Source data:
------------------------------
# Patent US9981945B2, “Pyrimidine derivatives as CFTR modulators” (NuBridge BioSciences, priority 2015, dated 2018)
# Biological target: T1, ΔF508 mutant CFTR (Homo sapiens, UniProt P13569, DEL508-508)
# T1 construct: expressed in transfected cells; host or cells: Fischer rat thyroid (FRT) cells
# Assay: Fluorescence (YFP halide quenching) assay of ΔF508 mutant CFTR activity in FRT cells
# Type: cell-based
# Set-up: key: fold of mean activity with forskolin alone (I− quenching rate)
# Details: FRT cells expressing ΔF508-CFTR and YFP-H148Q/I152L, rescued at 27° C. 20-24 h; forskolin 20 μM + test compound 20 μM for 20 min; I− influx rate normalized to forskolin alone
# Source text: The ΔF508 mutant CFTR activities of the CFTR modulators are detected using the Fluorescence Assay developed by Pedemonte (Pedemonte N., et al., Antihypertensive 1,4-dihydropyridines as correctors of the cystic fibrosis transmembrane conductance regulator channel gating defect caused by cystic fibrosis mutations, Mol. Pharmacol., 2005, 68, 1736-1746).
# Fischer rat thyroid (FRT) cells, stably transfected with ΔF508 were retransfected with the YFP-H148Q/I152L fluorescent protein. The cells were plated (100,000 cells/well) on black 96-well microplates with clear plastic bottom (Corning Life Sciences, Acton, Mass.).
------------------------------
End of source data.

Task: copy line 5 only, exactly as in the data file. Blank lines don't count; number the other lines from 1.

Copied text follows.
# Type: cell-based